Whitney Releases Warhol Video Series Ahead of Major Retrospective

  • Andy Warhol (1928-1987), Green Coca-Cola Bottles, 1962.  Whitney Museum of American Art, New York.

    Andy Warhol (1928-1987), Green Coca-Cola Bottles, 1962. Whitney Museum of American Art, New York.

    © 2018 The Andy Warhol Foundation for the visual Arts, Inc./ Artists Rights Society (ARS), N.Y.

  • Andy Warhol (1928–1987), Self-Portrait, 1964.  The Art Institute of Chicago; gift of Edlis/Neeson Collection

    Andy Warhol (1928–1987), Self-Portrait, 1964. The Art Institute of Chicago; gift of Edlis/Neeson Collection

    © The Andy Warhol Foundation for the Visual Arts, Inc. / Artists Rights Society (ARS) New York

  • Andy Warhol (1928–1987), Mao, 1972.  The Art Institute Chicago

    Andy Warhol (1928–1987), Mao, 1972. The Art Institute Chicago

    © The Andy Warhol Foundation for the Visual Arts, Inc. / Artists Rights Society (ARS) New York

“Warhol was a myth when he was alive, and he’s even more of a myth now. To humanize Warhol and get people to actually look at what he made is not as easy as it might sound.”
—Donna De Salvo, curator, Andy Warhol—From A to B and Back Again

“Why Warhol now?” is the central question explored in a new three-part video series produced by the Whitney on the occasion of the landmark exhibition Andy Warhol—From A to B and Back Again, opening on November 12, 2018. The series of short videos, each under five minutes, takes a fresh look at Andy Warhol with appearances by notable artists, cultural producers, and influencers, along with the exhibition’s curator, Donna De Salvo, the Whitney’s Deputy Director for International Initiatives and senior curator. The aim is to help create a new kind of portrait of the artist that considers his relevance in our current moment. The first video was released on November 5 on the Whitney’s YouTube channel.

In addition to De Salvo, interviewees include fashion designer Virgil Abloh; artists Amna Asghar, Peter Halley, Deborah Kass, Jeff Koons, and T.J. Wilcox; writer and podcast host Aminatou Sow; talk show host and reality television producer Andy Cohen; Julie Martin, the director of Experiments in Art and Technology (E.A.T.); Jessica Beck, the Milton Fine Curator of Art at The Andy Warhol Museum; and Warhol’s nephew James Warhola. The series features works from the Whitney’s exhibition, as well archival material, including footage of the artist at work.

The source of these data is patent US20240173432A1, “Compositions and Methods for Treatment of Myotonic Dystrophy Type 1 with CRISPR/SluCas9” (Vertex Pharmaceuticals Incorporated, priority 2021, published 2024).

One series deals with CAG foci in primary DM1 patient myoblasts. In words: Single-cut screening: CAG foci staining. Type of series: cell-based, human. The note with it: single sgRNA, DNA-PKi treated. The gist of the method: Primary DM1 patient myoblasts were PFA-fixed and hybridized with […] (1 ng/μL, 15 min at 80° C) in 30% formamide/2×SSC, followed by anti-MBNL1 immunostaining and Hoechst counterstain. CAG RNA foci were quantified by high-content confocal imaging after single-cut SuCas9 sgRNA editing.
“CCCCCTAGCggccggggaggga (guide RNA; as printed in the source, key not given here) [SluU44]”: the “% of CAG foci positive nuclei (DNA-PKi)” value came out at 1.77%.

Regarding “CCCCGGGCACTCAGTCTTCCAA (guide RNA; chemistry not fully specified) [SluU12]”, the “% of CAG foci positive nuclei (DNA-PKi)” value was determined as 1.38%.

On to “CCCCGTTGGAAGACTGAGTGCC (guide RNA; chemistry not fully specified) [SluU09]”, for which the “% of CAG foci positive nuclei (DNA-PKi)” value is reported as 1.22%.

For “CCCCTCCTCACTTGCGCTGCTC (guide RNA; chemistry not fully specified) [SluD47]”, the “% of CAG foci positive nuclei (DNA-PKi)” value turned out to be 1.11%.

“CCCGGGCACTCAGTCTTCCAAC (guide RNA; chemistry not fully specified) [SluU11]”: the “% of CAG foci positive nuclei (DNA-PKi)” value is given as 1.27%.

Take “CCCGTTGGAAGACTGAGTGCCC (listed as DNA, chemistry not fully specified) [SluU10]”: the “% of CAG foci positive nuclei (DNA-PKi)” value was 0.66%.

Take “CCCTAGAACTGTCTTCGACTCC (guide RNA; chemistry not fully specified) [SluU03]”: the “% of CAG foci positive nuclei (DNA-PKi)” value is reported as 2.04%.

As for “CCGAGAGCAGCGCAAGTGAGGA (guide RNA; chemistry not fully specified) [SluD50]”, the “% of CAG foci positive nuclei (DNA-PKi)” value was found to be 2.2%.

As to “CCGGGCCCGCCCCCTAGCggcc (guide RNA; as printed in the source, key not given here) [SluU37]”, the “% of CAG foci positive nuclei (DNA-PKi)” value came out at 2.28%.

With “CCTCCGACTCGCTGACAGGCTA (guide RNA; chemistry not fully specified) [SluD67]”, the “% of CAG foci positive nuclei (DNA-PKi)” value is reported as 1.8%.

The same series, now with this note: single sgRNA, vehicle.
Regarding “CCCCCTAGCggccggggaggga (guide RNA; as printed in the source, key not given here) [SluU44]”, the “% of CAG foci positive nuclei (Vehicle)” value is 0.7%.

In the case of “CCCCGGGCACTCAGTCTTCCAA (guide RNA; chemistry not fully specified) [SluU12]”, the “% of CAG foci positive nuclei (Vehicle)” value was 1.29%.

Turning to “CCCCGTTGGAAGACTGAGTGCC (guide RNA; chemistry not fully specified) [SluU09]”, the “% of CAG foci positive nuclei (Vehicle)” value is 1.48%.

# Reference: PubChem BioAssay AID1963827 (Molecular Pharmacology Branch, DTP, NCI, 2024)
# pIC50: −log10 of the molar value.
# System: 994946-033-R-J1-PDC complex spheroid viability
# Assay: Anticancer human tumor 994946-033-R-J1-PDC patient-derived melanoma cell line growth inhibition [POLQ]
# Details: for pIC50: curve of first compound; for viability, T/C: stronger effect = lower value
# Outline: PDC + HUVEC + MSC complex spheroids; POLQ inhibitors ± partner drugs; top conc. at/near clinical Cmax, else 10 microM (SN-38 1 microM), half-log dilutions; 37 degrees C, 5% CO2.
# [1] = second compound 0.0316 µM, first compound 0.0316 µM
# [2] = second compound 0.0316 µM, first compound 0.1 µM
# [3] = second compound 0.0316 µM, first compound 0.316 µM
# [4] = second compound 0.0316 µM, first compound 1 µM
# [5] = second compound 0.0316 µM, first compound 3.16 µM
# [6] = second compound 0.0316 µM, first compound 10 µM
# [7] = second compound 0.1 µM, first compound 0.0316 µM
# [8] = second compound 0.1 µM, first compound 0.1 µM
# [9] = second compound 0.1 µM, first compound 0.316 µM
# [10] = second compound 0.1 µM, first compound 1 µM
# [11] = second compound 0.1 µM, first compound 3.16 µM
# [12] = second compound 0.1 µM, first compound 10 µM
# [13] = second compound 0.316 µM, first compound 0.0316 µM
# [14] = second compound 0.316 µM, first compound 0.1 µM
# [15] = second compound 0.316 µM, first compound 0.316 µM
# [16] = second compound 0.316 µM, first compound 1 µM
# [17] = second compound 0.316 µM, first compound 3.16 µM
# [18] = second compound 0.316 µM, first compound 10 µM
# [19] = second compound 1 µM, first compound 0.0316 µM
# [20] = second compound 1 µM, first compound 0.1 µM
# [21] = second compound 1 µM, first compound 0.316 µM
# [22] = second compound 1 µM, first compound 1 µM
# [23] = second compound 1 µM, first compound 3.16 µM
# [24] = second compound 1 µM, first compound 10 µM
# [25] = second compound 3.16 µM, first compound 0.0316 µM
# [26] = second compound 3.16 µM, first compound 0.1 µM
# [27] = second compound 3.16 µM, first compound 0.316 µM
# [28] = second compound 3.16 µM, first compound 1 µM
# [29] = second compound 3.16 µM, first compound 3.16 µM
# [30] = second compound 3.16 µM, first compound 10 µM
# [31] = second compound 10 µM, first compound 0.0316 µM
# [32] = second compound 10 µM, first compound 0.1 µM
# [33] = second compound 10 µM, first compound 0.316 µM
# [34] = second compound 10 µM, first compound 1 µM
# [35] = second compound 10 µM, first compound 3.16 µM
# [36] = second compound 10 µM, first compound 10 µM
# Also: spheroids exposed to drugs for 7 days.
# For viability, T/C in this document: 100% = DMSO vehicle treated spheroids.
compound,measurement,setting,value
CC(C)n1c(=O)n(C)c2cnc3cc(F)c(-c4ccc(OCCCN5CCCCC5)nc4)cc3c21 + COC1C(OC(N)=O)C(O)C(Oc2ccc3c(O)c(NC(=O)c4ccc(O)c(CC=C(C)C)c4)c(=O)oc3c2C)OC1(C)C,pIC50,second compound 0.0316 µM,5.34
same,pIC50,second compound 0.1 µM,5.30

The various speakers, several of whom knew the artist, reflect upon a number of Warhol’s most radical and visionary ideas; the ways in which he influenced not only the trajectory of contemporary art, but contemporary culture more broadly; and his prescience with regard to our digital age. The first episode of the series tackles the ways in which Warhol anticipated the omnipresence of images and information in our culture: the 24-hour news cycle, info-addiction, how the gatekeepers of information and fame have changed, and how we’ve all become “influencers” and voyeurs. Episodes 2 and 3 will focus on Warhol’s modes of art-making, the multiplicity of mediums that he worked in, as well as his love of new technologies and experimentation. Warhol’s persona and identity are also pondered, with an eye toward gender and sexuality. The video series will be viewable on the Whitney’s YouTube channel and on whitney.org, with additional shorter content posted on the Whitney’s social channels.

The videos are directed by Jonathan Sanden and Rachel Wolff of SandenWolff Productions.

In addition to the videos, the Museum’s Warhol web feature takes a deep-dive into nineteen moments of Warhol’s career, looking at his work through the lens of archival materials and related media contextualizing Warhol’s era and influences. Over the course of the exhibition, several Spotify playlists will also be featured with music related to Warhol’s art and life, and coming up during the run of the exhibition will be “Andy Warhol’s NYC,” a map of key Warholian locations around the city, including his studio spaces, apartments, and favorite hangouts.

Andy Warhol—From A to B and Back Again will be on view at the Whitney Museum of American Art from November 12, 2018 through March 31, 2019, after which it will travel to the San Francisco Museum of Modern Art and the Art Institute of Chicago.

 

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